Screen Capture - Protocols

This is a discussion on Screen Capture - Protocols ; I am just getting my feet wet using c-kermit, Debian Sarge, and a VT520, to run useful scripts on a serial connection to another computer. Capturing data and printing it would be useful. It seems the "screen scrape script" on ...

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Thread: Screen Capture

  1. Screen Capture

    I am just getting my feet wet using c-kermit, Debian Sarge, and a VT520,
    to run useful scripts on a serial connection to another computer.

    Capturing data and printing it would be useful.
    It seems the "screen scrape script" on the kermit site is for kermit95.

    What kermit or Linux command do I want to investigate for this?

  2. Re: Screen Capture

    In article ,
    2damn <2damn@nospam.com> wrote:
    >I am just getting my feet wet using c-kermit, Debian Sarge, and a VT520,
    >to run useful scripts on a serial connection to another computer.
    >
    >Capturing data and printing it would be useful.
    >It seems the "screen scrape script" on the kermit site is for kermit95.
    >
    >What kermit or Linux command do I want to investigate for this?


    Kermit has the 'log' command that will provide various kinds of gory
    detail to a file. 'log session' before a 'connect' command, and you
    wil capture all the interactive stuff you do, and which you can use
    to built a script from.


    This approach fails if the remote system thinks its talking to something
    where it can play cursor-positioning and selective over-write games.

    If you can tell the remote computer that you're using some kind of a 'dumb'
    hard-copy terminal this issue is moot.

    Else, screen-scraping gets *VERY* complex.

  3. Re: Screen Capture

    In article ,
    2damn@nospam.com says...
    > I am just getting my feet wet using c-kermit, Debian Sarge, and a VT520,
    > to run useful scripts on a serial connection to another computer.
    >
    > Capturing data and printing it would be useful.
    > It seems the "screen scrape script" on the kermit site is for kermit95.
    >
    > What kermit or Linux command do I want to investigate for this?
    >


    I take it you want to "screen scrape" the VT520?

    Does the 520 have a "print screen" feature? (Most/all of
    the earlier VT series terminals did.) If so, you could
    direct the "print screen" to the terminal's printer port,
    and connect the printer port via a null modem cable to a
    computer, for example to a spare serial port on your Debian
    Unix system. Run a suitable serial-port application that
    is capturing input on the 2nd serial port (say, for example,
    C-Kermit), and press the "print" key (probably F2) on the
    VT520 keyboard, or send the VT520 the escape sequence to
    invoke the "print screen" function. The screen contents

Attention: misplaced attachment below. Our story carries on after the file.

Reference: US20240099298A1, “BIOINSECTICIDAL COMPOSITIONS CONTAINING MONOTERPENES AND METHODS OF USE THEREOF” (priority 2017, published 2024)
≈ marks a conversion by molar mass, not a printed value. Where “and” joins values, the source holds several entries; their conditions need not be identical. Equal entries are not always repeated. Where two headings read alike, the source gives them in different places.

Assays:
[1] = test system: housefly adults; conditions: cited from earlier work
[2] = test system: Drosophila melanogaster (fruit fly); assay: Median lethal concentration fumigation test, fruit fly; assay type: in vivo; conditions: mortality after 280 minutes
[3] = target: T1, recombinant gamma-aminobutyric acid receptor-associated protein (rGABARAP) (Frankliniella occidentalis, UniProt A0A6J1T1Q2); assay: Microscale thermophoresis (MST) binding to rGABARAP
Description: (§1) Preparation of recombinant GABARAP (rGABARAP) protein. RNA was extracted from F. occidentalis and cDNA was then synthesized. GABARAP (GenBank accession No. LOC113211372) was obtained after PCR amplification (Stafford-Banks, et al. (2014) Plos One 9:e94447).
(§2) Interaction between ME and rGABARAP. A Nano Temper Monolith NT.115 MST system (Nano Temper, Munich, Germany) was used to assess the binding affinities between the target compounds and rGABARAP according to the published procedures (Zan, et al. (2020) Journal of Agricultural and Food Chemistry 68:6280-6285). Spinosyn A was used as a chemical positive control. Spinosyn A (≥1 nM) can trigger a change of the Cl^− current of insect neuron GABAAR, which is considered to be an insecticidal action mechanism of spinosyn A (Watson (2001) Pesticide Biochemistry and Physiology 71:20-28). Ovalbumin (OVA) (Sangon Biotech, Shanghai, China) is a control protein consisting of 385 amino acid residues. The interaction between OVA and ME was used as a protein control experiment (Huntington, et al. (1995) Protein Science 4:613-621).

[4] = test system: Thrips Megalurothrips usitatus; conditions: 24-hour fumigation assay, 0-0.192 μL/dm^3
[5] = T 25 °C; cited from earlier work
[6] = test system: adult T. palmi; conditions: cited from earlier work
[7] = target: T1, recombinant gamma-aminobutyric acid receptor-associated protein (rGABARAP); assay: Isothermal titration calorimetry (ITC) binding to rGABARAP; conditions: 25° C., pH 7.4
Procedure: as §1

should show up in the 2nd instance of Kermit's log file
    as 24 lines of 80 characters (or whatever size you've got
    the VT520 set to), just as if it was sent to a real serial
    printer.


    --
    John

  4. Re: Screen Capture

    On Wed, 05 Dec 2007 17:50:19 +0000, John Santos wrote:

    > I take it you want to "screen scrape" the VT520?


    If I am using the correct terms, yes.

    > Does the 520 have a "print screen" feature? (Most/all of the earlier VT
    > series terminals did.) If so, you could direct the "print screen" to
    > the terminal's printer port, and connect the printer port via a null
    > modem cable to a computer, for example to a spare serial port on your
    > Debian Unix system. Run a suitable serial-port application that is
    > capturing input on the 2nd serial port (say, for example, C-Kermit), and
    > press the "print" key (probably F2) on the VT520 keyboard, or send the
    > VT520 the escape sequence to invoke the "print screen" function. The
    > screen contents should show up in the 2nd instance of Kermit's log file
    > as 24 lines of 80 characters (or whatever size you've got the VT520 set
    > to), just as if it was sent to a real serial printer.


    I hope to capture screen data from a kermit script without manually
    pressing a key. Thank you for your response. I am still trying to find
    something that works. See my reply above for my current attempts.


  5. Re: Screen Capture

    On Mon, 03 Dec 2007 03:47:21 +0000, Robert Bonomi wrote:

    > In article , 2damn
    > <2damn@nospam.com> wrote:
    > Kermit has the 'log' command that will provide various kinds of gory
    > detail to a file. 'log session' before a 'connect' command, and you wil
    > capture all the interactive stuff you do, and which you can use to
    > built a script from.
    >
    >
    > This approach fails if the remote system thinks its talking to something
    > where it can play cursor-positioning and selective over-write games.
    >
    > If you can tell the remote computer that you're using some kind of a
    > 'dumb' hard-copy terminal this issue is moot.
    >
    > Else, screen-scraping gets *VERY* complex.


    I tried "log" and it does contain communication data that is not useful
    for me. And some bits are total garbage so there may be some of what you
    mention in your second paragraph going on.

    I have found that "cat /dev/vcsX" can copy ttyX, but of course not my
    ttySX. I can format the capture with newlines (dd) and trim what I want
    (sed). Attempting to get it to work on the serial lines.